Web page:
Yemeni officials assess damage to ancient sites bombed by Saudi-led coalitionFeb 27, 2023
The Saudi-led coalition and its allies on the ground have been accused of systematically targeting Yemen’s cultural heritage through indiscriminate strikes and looting campaigns.
First published by The Cradle News Desk February 20, 2023
The head of Yemen’s General Authority for Antiquities, Manuscripts, and Museums, Dr. Obbad bin Ali Al-Hayyal, visited several historical and archeological sites in the provinces of Marib and Jawf on 18 February to assess the damages caused to them by the Saudi-led coalition airstrikes, SABA news agency reported.
Hayyal and his team visited the ancient city of Baraqish in Marib’s Mazjar district, the Rusf Temple in Al-Jawf, and several other archeological sites.
According to SABA, they received briefings from local authorities on the damages to ancient columns, inscriptions, and structures due to “Saudi and Emirati warplanes,” as well as the “looting and theft” of antiquities and artifacts by coalition forces from museums across the country.
During the visit, Hayyal stressed the importance of “integrating official and popular efforts” to protect these sites from ‘vandalism and looting.’
Since the start of the Saudi-led war against Yemen in 2015, coalition airstrikes have posed a significant threat to the country’s archeological sites and historical monuments.
In May 2015, coalition airstrikes struck the ancient Sabaean ruins of the Great Marib Dam, which date back to the seventh century BC.
That year, the Saudi-led coalition bombarded the ruins of the ancient city of Baraqish, several ancient temples, and an entire museum filled with countless precious artifacts – which was “reduced to piles of shattered stone,” according to a 2015 report by US media outlet The Intercept.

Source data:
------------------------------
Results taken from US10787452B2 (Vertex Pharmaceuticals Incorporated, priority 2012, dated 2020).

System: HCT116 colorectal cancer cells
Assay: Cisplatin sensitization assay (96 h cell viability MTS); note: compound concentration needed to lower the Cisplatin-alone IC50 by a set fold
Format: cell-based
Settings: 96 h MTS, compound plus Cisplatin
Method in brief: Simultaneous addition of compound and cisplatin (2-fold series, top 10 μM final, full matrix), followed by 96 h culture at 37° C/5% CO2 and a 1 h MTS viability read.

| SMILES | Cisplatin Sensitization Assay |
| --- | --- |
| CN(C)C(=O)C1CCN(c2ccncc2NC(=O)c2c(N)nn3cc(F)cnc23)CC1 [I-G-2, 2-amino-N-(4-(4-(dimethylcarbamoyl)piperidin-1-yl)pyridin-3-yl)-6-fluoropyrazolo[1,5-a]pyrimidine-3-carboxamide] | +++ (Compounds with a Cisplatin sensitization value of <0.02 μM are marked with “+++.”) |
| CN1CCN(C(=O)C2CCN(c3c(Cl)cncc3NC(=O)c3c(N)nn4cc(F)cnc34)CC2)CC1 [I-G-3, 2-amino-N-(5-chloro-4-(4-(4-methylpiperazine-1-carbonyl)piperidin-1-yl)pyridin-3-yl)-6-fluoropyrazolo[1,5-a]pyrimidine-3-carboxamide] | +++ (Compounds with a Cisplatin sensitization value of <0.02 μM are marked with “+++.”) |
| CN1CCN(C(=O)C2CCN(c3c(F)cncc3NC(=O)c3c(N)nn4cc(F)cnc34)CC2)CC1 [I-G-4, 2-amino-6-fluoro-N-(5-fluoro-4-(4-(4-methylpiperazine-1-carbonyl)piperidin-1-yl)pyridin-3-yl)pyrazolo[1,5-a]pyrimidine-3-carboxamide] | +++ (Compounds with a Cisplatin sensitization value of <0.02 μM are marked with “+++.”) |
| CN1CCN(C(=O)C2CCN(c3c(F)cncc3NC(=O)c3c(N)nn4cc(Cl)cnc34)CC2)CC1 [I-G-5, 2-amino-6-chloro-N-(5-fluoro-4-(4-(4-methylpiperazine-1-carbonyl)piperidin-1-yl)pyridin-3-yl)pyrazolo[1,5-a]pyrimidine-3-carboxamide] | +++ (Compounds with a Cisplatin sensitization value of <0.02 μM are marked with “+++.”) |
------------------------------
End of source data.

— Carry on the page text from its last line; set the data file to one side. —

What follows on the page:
The Saudi-led bombing also decimated sections of the capital Sanaa’s Old City, which is listed as a UNESCO World Heritage site and dates back 2,500 years.
Several ancient buildings and structures have since collapsed from weakened foundations. Until October 2019, over 237 archeological sites had been directly targeted by the coalition in what has been described as a systematic campaign aimed at deliberately erasing Yemeni culture and history.
Aside from bombing, several ancient sites and museums have been looted and stripped of valuable artifacts by UAE-backed mercenary groups, whose ranks are filled with ISIS and Al-Qaeda militants.
In 2019, a member of Yemen’s Supreme Political Council, Mohammad Ali al-Houthi, said about UAE-backed groups: “The mercenaries are antiquity thieves. Where did the antiquities of the Marib Museum go? … Where are the monuments from the rest of the museums in the occupied governorates? … The mercenaries are committing historical, social, and cultural crimes.”
Saudi Arabia is well-known for its destruction of heritage, particularly within its borders, where many of the ancient cities, towns, and sites dating back to the birth of Islam have been wiped out as part of a campaign motivated by the kingdom’s Wahhabi ideology.